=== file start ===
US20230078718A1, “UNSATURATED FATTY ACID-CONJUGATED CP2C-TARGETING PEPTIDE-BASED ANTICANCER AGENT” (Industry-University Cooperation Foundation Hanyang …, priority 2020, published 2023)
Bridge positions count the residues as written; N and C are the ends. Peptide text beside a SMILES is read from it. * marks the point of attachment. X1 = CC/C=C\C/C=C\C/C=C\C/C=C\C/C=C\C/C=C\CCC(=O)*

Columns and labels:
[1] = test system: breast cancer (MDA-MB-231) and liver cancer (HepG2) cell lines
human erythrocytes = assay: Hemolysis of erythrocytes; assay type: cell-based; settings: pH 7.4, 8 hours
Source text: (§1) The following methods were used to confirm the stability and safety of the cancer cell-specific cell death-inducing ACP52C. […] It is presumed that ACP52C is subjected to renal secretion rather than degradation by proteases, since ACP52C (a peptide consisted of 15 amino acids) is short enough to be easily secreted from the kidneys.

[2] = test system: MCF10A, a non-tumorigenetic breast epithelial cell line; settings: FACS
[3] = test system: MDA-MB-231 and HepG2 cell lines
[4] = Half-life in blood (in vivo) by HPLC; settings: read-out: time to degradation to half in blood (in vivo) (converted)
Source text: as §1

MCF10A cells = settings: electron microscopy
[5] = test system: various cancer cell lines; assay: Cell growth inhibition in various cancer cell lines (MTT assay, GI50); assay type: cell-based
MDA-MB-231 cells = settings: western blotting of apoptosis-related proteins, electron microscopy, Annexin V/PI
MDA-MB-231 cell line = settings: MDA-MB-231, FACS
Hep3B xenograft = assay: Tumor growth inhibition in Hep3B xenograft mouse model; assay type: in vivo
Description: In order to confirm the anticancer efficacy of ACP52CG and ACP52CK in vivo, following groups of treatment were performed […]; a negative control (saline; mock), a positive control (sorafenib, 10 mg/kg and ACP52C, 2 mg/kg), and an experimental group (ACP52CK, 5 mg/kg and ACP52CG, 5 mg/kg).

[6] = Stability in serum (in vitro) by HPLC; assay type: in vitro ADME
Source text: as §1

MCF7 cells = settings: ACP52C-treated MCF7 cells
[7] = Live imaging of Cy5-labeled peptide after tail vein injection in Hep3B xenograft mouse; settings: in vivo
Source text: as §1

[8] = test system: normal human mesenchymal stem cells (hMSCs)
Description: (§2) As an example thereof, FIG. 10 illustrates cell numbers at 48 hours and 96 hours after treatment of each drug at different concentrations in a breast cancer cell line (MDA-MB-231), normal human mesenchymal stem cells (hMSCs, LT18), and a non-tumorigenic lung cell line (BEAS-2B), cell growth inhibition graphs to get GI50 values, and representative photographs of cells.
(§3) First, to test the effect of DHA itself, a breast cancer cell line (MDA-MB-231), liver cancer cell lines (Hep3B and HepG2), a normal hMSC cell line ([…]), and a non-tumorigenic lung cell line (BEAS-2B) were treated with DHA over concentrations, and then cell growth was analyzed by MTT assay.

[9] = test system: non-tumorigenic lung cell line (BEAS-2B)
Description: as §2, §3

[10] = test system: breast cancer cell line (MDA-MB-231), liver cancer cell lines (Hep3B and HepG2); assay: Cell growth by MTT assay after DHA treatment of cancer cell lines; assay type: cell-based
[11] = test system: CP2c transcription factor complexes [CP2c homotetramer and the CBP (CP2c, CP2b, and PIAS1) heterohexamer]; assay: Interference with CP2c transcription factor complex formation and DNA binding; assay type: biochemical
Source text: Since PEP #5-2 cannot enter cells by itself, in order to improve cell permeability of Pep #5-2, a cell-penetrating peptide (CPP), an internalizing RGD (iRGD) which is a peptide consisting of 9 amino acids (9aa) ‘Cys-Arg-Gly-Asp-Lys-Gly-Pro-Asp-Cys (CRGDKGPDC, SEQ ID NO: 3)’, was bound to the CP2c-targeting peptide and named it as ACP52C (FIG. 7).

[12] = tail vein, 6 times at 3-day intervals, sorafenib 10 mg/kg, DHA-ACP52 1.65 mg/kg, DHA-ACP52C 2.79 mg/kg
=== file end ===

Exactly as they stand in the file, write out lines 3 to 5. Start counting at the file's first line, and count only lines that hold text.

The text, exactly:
Columns and labels:
[1] = test system: breast cancer (MDA-MB-231) and liver cancer (HepG2) cell lines
human erythrocytes = assay: Hemolysis of erythrocytes; assay type: cell-based; settings: pH 7.4, 8 hours